March 17, 2008 / 7:02 PM / 10 years ago

UPDATE 2-Toronto stocks slump amid credit woes

(Updates to afternoon)

TORONTO, March 17 (Reuters) - The Toronto Stock Exchange’s main index dove on Monday in its biggest one-day drop in nearly two months, as the impact of the global credit crisis deepened.

Sharp declines by resource issues worsened the selloff on Bay Street, driving the TSX far lower than its U.S. counterpart, as oil prices retreated and investors worried about the impact of the stumbling U.S. economy on the demand.

The heavyweight energy and financial sectors were down 3.4 percent and 2.4 percent respectively. Suncor Energy (SU.TO) slid C$3.43, or 3.3 percent, to C$100.70, while Toronto-Dominion Bank (TD.TO) dropped C$1.62, or 2.6 percent, to C$59.67.

“It seemed to me surprising that we’ve seen for the last few weeks worries about a global slowdown and yet record highs in commodity prices,” said Kate Warne, Canadian market strategist at Edward Jones in St. Louis, Missouri.

“That disconnect now is being eliminated. Unfortunately, it’s being eliminated on the side where investors are coming to believe more seriously that the U.S. economy is slowing and, with the credit crunch having lasted and gotten worse than what was expected, that those have negative implications for U.S. growth and probably the rest of the world.”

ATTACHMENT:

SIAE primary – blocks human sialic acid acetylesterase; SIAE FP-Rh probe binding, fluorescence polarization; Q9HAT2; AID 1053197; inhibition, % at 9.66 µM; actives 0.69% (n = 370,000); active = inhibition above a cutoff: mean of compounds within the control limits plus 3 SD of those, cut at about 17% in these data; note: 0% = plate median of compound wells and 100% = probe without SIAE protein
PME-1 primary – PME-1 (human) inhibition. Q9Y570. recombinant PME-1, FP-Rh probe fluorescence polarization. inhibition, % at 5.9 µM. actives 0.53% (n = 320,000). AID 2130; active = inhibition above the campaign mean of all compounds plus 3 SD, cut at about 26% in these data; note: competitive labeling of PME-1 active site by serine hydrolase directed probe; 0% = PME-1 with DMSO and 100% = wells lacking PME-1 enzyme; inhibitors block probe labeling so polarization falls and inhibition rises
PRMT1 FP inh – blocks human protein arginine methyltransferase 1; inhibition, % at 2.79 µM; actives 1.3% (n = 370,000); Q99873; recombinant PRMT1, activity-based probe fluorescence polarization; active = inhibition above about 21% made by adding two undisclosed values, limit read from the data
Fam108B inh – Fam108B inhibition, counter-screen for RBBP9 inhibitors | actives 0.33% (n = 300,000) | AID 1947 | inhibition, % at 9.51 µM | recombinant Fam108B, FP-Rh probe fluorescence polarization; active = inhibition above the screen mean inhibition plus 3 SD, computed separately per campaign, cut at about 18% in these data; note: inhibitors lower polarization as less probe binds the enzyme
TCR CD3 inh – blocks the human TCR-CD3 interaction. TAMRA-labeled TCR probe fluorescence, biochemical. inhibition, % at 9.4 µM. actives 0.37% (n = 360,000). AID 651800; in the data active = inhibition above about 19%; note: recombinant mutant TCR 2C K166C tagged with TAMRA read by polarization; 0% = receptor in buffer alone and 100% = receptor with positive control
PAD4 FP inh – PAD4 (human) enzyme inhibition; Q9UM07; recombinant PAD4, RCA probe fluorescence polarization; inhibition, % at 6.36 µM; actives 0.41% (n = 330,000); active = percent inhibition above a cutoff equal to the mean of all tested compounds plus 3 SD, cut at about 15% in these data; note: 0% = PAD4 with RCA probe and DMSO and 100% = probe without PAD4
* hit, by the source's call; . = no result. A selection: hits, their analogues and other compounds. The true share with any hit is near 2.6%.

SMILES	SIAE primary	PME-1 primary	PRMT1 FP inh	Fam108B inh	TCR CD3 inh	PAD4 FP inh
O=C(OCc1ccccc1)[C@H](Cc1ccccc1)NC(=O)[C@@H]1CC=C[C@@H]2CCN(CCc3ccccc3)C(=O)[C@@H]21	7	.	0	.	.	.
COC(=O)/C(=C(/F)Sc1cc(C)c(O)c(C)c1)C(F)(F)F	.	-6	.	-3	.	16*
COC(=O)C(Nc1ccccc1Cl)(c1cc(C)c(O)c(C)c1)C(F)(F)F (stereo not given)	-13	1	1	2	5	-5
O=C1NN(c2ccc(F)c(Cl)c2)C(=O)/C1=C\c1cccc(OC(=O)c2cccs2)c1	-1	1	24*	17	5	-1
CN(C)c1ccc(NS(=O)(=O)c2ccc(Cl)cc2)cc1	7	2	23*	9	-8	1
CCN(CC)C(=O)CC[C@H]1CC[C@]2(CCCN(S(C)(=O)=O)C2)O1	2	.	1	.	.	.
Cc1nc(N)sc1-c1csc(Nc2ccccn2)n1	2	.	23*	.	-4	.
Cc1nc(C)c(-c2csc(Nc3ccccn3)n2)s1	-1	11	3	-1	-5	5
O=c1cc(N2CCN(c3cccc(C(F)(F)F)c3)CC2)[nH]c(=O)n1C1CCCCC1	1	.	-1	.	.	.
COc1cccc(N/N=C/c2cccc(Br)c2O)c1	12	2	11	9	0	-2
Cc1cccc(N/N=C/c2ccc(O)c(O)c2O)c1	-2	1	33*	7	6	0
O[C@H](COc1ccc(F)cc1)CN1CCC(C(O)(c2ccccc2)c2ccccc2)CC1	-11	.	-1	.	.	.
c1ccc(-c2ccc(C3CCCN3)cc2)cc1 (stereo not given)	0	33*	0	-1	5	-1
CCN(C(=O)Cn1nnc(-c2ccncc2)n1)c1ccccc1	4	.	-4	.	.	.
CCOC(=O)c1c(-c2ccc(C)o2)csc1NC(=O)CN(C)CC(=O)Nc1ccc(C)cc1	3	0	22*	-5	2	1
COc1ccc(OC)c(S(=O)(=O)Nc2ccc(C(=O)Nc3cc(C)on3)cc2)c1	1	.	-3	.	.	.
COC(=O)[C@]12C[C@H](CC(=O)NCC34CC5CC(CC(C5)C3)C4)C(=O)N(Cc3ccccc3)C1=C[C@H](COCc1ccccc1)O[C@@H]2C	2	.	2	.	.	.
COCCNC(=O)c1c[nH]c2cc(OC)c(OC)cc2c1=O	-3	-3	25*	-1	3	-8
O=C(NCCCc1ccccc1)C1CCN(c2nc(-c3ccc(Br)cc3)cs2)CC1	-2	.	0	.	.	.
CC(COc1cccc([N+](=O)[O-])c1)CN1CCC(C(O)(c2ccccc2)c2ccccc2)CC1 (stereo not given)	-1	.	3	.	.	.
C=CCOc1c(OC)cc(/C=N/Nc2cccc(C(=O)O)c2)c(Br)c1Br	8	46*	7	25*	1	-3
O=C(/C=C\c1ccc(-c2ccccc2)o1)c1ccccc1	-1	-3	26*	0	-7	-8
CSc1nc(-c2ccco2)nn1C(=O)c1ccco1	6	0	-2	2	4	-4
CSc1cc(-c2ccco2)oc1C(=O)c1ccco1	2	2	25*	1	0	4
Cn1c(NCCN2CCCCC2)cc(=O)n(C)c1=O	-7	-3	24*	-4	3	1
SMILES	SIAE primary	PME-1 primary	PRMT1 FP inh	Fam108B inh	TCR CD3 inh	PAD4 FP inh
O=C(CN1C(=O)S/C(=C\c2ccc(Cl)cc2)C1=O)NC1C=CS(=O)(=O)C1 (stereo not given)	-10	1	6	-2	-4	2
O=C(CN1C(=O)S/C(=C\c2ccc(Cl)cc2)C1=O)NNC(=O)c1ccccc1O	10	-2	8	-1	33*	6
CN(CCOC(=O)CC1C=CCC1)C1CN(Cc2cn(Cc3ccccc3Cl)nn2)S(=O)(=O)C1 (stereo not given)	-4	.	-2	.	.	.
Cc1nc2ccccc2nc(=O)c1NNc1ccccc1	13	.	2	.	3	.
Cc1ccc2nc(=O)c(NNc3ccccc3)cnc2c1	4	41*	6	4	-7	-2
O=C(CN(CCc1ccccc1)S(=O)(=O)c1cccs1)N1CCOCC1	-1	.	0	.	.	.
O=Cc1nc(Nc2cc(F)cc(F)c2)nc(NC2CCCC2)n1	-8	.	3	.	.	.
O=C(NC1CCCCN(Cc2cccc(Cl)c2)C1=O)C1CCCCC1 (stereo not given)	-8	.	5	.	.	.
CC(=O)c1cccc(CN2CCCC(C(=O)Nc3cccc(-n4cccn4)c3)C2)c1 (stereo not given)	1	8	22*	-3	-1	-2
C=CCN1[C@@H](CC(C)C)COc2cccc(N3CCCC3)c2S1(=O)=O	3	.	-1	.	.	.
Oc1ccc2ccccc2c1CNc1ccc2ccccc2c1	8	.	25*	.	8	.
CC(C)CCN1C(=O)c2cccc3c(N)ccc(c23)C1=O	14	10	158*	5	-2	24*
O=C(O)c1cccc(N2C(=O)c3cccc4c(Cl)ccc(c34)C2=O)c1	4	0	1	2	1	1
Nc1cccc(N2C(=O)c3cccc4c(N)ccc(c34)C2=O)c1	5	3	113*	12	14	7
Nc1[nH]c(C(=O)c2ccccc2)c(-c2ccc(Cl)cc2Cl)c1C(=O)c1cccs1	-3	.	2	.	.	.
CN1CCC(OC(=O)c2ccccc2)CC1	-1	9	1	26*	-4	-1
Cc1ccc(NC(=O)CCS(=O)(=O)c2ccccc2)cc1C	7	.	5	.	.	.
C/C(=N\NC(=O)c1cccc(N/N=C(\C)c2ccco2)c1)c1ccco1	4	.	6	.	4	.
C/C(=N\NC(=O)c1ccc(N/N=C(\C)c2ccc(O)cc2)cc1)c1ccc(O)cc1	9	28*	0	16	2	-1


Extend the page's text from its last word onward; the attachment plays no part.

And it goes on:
The S&P/TSX composite index .GSPTSE was down 355.95 points, or 2.69 percent, at 12,896.89 by Monday afternoon, with all but one of its 10 main sectors in negative territory. The index was briefly down more than 400 points, the biggest intraday decline since mid-January.

Banking shares were shaken as worries over the health of U.S. financial markets intensified after the purchase of Bear Stearns BSC.N by JP Morgan Chase (JPM.N) for the fire sale price of $2 a share, far below its closing price of $30.85 on Friday.

As well, the U.S. Federal Reserve made an emergency 25 basis point cut to its discount rate on Sunday and widened its lending range of big financial firms.

In Toronto, shares of all the major banks slumped, including Canadian Imperial Bank of Commerce (CM.TO), which was also stung by a large quarterly loss posted by one of the U.S. monoline bond insurers it is exposed to. CIBC fell C$3.19, or 5.3 percent, to C$56.71.

The materials sector added to the losses, giving up 2.6 percent, with Potash Corp of Saskatchewan (POT.TO) down C$5.36, or 3.4 percent, at C$152.78. The subindex of gold producers gave up earlier gains, retreating 1.5 percent, with Inmet Mining IMN.TO off C$5.39, or 6.3 percent, at C$80.15.

The small healthcare sector was the lone group in the positive, gaining 8.2 percent, as QLT Inc QLT.TO surged C$1.02, or 44 percent, to C$3.34 after it said it will continue with plans to divest its topical acne treatment after the U.S. Food and Drug Administration lifted key blood monitoring requirements.

Cardiome Pharma COM.TO also helped pull the sector higher after it released positive interim clinical results for its oral heart drug and said it is looking at possible partnerships and other strategic alternatives. Cardiome jumped C$2.10, or 33.6 percent, to C$8.35.

$1=$1.00 Canadian Reporting by Leah Schnurr; editing by Rob Wilson

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